Alternative ways to manage long-term pain

When managing long-term pain in the pain clinic, we rely on all our skills as doctors, nurses, physiotherapists, psychologists and so on. We use our skills, which are mostly based in mainstream, ‘Western’ disciplines, to best effect, yet sometimes we can feel limited in what our conventional approaches can achieve for our patients.

On 25th May, at a full-day Academic Meeting held by Pain Medicine Section of the Royal Society of Medicine, we will be considering the range of ‘alternative’ or complimentary therapies, such as acupuncture, homeopathy, osteopathy, hypnotherapy, yoga therapy and Ayurvedic medicine. We have invited speakers who practise these arts to help us learn about them. Over the course of the day, we’ll be asking how these therapies might work, and which of our patients could be most helped by them. How are we to advise patients when they ask about acupuncture, for example, or homeopathy?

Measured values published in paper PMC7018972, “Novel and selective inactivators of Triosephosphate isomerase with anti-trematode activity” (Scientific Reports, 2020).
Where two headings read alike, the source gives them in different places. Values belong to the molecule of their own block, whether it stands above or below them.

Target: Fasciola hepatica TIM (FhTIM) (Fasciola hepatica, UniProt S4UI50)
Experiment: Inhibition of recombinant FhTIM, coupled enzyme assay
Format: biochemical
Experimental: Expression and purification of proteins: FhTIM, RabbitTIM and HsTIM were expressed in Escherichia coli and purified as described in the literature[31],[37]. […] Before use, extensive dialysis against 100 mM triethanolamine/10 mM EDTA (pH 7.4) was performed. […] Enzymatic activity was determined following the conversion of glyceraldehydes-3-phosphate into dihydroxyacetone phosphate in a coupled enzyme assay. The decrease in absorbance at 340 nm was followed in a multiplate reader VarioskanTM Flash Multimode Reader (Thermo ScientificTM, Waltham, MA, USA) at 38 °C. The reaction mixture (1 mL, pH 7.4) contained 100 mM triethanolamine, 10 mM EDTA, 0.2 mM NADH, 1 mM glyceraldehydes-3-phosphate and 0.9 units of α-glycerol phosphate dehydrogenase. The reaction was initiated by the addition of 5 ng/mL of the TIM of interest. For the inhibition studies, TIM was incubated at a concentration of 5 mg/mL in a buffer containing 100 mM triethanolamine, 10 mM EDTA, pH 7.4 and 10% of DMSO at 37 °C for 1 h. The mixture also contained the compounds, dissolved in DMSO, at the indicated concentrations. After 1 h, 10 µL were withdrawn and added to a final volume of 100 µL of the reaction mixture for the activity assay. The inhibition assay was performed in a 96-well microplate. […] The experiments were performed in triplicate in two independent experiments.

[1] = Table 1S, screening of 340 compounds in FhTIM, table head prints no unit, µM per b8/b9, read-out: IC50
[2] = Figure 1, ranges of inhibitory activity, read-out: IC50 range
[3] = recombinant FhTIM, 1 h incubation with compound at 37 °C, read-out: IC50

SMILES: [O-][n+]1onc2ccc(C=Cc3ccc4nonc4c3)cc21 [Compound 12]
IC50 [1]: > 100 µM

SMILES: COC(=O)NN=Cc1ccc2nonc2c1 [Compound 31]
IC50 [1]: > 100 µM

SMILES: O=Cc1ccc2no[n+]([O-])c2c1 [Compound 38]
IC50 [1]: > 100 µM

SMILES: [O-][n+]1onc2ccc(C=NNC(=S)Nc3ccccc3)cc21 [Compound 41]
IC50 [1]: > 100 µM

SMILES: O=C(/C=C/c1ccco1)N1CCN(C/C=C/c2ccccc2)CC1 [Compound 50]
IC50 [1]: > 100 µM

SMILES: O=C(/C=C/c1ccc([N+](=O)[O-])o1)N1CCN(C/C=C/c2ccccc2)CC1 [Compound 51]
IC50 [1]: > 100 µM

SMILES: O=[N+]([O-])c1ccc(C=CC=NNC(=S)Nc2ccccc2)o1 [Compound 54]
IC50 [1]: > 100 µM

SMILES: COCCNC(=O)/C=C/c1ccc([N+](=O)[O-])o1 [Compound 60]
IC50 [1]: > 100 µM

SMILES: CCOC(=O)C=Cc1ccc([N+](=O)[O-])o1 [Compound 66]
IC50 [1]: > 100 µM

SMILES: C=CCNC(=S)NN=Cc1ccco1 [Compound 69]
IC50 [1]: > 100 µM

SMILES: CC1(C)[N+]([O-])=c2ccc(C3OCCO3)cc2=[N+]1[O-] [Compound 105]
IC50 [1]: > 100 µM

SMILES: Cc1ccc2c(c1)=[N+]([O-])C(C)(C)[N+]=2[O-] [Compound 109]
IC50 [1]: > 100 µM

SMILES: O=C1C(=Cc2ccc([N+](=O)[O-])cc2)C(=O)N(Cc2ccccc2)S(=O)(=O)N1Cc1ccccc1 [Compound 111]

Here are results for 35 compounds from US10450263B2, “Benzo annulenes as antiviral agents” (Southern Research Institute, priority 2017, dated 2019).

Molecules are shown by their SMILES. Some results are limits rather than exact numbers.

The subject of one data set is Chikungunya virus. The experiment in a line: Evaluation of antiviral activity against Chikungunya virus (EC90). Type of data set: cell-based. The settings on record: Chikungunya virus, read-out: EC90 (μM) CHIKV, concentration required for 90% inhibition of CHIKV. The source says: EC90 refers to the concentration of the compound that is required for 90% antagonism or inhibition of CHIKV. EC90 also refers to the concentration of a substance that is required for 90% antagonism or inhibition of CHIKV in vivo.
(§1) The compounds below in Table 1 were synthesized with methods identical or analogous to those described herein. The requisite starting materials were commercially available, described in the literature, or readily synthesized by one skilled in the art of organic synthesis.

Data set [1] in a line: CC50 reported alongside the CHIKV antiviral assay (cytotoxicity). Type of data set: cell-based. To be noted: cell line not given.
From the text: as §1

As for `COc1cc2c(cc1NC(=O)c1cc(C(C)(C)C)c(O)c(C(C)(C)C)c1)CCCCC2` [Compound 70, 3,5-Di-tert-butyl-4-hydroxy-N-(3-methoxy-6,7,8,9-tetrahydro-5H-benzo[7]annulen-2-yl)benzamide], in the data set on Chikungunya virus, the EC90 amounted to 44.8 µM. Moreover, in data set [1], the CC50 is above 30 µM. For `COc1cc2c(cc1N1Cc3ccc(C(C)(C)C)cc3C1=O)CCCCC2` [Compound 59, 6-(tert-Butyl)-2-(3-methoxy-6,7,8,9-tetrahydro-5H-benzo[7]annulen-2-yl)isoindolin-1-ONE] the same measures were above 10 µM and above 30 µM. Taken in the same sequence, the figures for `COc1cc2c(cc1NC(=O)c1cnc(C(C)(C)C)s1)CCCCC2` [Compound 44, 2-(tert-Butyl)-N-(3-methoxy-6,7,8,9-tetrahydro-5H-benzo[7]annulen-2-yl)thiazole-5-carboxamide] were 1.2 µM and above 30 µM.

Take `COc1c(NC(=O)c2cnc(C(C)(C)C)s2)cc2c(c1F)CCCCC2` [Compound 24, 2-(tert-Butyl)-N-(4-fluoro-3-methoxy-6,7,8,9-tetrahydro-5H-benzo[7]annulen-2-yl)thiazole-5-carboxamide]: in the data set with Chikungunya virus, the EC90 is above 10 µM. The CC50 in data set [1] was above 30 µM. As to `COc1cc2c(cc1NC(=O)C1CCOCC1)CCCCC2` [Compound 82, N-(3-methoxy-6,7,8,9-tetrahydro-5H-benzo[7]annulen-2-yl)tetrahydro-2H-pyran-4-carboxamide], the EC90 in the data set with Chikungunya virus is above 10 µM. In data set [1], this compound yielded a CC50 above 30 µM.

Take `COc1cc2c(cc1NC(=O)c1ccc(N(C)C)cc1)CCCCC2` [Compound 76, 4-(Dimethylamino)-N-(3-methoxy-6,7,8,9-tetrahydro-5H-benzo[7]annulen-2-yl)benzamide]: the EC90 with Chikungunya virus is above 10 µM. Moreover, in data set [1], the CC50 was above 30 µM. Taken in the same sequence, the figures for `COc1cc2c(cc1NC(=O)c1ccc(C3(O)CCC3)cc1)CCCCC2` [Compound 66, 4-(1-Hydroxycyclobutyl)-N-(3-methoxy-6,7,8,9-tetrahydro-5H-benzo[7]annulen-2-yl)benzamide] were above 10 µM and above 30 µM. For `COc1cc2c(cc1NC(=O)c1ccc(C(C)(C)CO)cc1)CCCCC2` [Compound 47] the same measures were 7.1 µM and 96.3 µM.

Over the course of the day, we’ll be asking how these therapies might work, and which of our patients could be most helped by them. How are we to advise patients when they ask about acupuncture, for example, or homeopathy?

We ‘Western’ practitioners also need to consider why some people find complementary therapies so much easier to accept, than the ‘hi-tech’ medications and injections, the physiotherapy, psychology and so on which we have to offer. What can we learn from our ‘complimentary’ colleagues so as to hone our own practice to suit the often complex needs and perceptions of our patients’?

When I set up a pain clinic at the Royal Free, we had an in-house acupuncturist funded by the NHS. We also had a volunteer homeopathic practitioner. As economic circumstances tightened, funding for complementary therapy was withdrawn, leaving us with fewer options for our patients.

When I set up a pain clinic at the Royal Free, we had an in-house acupuncturist funded by the NHS. We also had a volunteer homeopathic practitioner. As economic circumstances tightened, funding for complementary therapy was withdrawn, leaving us with fewer options for our patients.

This was a shame because such therapies can and do work for some patients; often those who cannot tolerate or benefit from conventional approaches. For example, I have seen homeopathy work for some people simply not helped by Western medical approaches. This, despite the fact that scientific studies have shown the homeopathic remedies may have been diluted to the extent that they may no longer does not contain the original active ingredient.